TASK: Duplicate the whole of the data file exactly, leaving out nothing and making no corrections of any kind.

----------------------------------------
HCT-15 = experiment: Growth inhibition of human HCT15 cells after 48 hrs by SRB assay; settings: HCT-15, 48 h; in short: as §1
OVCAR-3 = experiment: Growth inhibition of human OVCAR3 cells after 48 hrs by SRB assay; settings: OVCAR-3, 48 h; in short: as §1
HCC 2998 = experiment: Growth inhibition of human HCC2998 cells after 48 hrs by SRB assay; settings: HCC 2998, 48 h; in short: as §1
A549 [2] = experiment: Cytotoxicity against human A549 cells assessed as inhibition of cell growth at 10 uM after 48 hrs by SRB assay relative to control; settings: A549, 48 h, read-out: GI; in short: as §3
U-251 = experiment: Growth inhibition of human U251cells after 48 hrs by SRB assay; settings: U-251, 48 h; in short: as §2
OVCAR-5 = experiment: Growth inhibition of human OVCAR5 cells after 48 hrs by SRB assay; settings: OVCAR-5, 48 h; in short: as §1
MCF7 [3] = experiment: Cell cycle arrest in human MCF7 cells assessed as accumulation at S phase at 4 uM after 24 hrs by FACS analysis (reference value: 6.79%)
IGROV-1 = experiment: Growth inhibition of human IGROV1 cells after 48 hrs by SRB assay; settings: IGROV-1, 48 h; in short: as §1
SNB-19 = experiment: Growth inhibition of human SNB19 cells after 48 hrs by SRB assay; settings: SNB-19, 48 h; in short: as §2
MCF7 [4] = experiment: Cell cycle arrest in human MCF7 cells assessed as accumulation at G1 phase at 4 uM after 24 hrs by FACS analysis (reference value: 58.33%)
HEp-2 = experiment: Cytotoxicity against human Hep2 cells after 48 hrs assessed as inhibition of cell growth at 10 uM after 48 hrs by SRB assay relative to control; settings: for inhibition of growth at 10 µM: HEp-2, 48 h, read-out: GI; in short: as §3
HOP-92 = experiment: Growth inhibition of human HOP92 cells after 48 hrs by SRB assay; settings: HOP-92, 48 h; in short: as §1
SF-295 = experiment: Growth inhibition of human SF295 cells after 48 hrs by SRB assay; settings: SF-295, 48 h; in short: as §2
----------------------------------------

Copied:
HCT-15 = experiment: Growth inhibition of human HCT15 cells after 48 hrs by SRB assay; settings: HCT-15, 48 h; in short: as §1
OVCAR-3 = experiment: Growth inhibition of human OVCAR3 cells after 48 hrs by SRB assay; settings: OVCAR-3, 48 h; in short: as §1
HCC 2998 = experiment: Growth inhibition of human HCC2998 cells after 48 hrs by SRB assay; settings: HCC 2998, 48 h; in short: as §1
A549 [2] = experiment: Cytotoxicity against human A549 cells assessed as inhibition of cell growth at 10 uM after 48 hrs by SRB assay relative to control; settings: A549, 48 h, read-out: GI; in short: as §3
U-251 = experiment: Growth inhibition of human U251cells after 48 hrs by SRB assay; settings: U-251, 48 h; in short: as §2
OVCAR-5 = experiment: Growth inhibition of human OVCAR5 cells after 48 hrs by SRB assay; settings: OVCAR-5, 48 h; in short: as §1
MCF7 [3] = experiment: Cell cycle arrest in human MCF7 cells assessed as accumulation at S phase at 4 uM after 24 hrs by FACS analysis (reference value: 6.79%)
IGROV-1 = experiment: Growth inhibition of human IGROV1 cells after 48 hrs by SRB assay; settings: IGROV-1, 48 h; in short: as §1
SNB-19 = experiment: Growth inhibition of human SNB19 cells after 48 hrs by SRB assay; settings: SNB-19, 48 h; in short: as §2
MCF7 [4] = experiment: Cell cycle arrest in human MCF7 cells assessed as accumulation at G1 phase at 4 uM after 24 hrs by FACS analysis (reference value: 58.33%)
HEp-2 = experiment: Cytotoxicity against human Hep2 cells after 48 hrs assessed as inhibition of cell growth at 10 uM after 48 hrs by SRB assay relative to control; settings: for inhibition of growth at 10 µM: HEp-2, 48 h, read-out: GI; in short: as §3
HOP-92 = experiment: Growth inhibition of human HOP92 cells after 48 hrs by SRB assay; settings: HOP-92, 48 h; in short: as §1
SF-295 = experiment: Growth inhibition of human SF295 cells after 48 hrs by SRB assay; settings: SF-295, 48 h; in short: as §2